As the Winter Meetings draw closer, MLB executives believe that it would be an upset if the Yankees didn't land free agent outfielder Carlos Beltran, according to Joel Sherman of the New York Post. The Yankees have been adamant so far about limiting any potential deal with Beltran to two years instead of the three-year deal that the former Cardinal is seeking.
With Curtis Granderson departing in free agency and Brett Gardner representing the only starting-caliber outfielder remaining for 2014, the Yankees likely need to sign one of the outfielders on the open market. They have options outside of Beltran in Shin-Soo Choo and Jacoby Ellsbury for bigger names, as well as a host of players seeking less lucrative deals. Neither Choo nor Ellsbury can likely be had for less than five years and over $100 million, possibly making Beltran a more attractive option to the budget-conscious Yankees. That is, assuming that Plan 189 has not completely ceased to be a thing in order to actually field a competitive team in 2014.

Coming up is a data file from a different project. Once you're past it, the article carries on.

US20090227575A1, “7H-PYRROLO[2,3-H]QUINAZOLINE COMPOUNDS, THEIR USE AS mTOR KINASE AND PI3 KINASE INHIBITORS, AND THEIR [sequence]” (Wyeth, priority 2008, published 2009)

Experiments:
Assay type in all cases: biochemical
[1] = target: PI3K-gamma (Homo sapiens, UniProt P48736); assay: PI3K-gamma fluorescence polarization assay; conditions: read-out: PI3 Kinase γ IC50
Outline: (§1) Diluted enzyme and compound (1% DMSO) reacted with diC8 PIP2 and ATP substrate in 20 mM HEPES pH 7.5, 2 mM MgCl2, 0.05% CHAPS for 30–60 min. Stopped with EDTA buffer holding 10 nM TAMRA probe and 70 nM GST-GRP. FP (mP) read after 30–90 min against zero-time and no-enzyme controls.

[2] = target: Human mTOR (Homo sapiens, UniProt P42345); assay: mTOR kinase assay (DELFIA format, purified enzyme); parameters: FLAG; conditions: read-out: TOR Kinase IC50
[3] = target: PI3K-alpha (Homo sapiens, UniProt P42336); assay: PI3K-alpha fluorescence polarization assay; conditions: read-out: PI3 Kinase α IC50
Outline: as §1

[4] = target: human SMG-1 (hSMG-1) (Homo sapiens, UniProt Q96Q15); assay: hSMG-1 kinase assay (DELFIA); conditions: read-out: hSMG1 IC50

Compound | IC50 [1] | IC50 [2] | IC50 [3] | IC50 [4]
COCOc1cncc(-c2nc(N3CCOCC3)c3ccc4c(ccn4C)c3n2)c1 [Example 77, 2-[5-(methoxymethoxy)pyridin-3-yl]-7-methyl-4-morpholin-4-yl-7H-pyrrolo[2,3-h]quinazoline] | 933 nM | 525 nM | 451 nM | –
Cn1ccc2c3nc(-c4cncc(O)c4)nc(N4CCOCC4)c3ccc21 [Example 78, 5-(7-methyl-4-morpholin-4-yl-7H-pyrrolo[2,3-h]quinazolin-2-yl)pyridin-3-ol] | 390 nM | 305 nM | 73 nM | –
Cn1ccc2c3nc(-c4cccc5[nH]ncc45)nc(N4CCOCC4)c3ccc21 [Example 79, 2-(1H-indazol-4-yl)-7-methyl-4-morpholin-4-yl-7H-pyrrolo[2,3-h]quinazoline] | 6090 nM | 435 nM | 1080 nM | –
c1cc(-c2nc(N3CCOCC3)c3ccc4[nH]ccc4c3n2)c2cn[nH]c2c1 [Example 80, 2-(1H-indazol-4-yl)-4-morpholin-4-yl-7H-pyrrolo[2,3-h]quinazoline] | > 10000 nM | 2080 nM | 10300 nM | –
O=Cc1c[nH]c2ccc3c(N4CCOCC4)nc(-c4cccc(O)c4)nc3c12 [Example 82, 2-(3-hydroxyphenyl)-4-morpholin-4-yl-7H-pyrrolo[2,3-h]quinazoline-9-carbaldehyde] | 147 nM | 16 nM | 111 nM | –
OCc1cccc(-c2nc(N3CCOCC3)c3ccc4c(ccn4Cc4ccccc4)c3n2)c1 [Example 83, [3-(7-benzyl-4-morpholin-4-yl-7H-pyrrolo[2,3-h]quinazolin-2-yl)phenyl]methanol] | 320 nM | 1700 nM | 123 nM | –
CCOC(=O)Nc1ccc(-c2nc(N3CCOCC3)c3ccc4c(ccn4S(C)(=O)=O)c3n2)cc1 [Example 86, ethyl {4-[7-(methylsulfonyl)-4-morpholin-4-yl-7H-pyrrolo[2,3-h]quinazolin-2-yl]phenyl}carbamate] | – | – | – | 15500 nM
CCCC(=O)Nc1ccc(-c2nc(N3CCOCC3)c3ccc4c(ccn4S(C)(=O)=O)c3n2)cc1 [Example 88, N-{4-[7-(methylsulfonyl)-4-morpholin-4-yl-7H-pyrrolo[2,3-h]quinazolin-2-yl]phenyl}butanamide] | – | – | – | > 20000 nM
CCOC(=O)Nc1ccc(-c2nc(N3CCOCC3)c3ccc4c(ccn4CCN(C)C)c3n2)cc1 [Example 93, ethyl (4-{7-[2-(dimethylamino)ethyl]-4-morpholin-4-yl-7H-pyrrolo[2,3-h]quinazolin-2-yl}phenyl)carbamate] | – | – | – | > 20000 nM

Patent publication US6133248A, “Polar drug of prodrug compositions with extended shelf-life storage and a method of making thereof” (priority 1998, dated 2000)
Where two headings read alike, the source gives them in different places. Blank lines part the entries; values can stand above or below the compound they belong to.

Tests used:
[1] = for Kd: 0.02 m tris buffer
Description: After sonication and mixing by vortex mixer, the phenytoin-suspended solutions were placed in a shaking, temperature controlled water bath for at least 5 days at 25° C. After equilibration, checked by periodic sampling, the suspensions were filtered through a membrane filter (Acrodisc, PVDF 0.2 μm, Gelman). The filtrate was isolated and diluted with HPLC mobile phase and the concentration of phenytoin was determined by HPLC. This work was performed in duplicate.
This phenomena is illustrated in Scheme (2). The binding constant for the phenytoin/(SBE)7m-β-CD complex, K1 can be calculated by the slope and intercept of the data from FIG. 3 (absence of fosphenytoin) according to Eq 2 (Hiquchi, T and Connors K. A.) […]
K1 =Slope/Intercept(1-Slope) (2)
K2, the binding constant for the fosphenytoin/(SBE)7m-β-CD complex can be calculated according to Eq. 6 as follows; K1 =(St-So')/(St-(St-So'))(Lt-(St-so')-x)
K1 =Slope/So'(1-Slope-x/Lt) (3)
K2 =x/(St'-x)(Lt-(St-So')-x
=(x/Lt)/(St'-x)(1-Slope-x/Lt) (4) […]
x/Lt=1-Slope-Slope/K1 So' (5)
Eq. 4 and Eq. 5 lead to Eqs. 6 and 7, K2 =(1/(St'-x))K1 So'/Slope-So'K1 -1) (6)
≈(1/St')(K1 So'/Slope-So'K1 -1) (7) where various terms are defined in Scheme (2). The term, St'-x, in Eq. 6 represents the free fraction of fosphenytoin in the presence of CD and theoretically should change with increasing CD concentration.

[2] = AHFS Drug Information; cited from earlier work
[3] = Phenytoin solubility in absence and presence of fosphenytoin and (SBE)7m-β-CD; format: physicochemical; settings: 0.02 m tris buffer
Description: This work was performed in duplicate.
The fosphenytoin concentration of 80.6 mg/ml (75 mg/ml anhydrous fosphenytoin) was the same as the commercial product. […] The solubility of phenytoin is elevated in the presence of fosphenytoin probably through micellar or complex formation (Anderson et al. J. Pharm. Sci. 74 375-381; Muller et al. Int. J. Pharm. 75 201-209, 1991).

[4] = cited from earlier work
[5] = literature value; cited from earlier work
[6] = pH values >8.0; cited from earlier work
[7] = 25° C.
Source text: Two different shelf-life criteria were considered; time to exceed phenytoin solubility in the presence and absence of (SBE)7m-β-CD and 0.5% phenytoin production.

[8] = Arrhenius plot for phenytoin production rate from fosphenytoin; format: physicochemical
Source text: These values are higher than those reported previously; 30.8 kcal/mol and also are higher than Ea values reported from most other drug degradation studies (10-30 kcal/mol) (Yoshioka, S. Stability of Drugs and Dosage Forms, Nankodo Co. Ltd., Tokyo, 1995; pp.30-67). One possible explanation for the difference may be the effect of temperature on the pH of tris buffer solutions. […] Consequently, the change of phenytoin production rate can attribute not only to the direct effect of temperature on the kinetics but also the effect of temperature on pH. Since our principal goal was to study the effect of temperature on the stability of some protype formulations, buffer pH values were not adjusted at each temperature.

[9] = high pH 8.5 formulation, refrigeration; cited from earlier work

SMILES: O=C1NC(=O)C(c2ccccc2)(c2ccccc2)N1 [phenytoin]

The executives Sherman spoke to said that they figured the Yankees would eventually concede the third year, or give Beltran a great deal more money for a two-year contract. Beltran wants to sign with a team that has the ability to put him in a position to win a World Series before he hangs them up for good, which could be the Yankees if they are serious about bringing in free agent talent that will put them in a better position than they were in last season. Signing Brian McCann was a nice first step, but there are more steps to be made.
Beltran, unfortunately, represents more of the policy of bringing in aging veterans instead of younger players. The Yankees have been burned by that recently. Is a shorter term investment in Beltran worth more to them than investing in a younger player over a longer period of time? Only time will tell.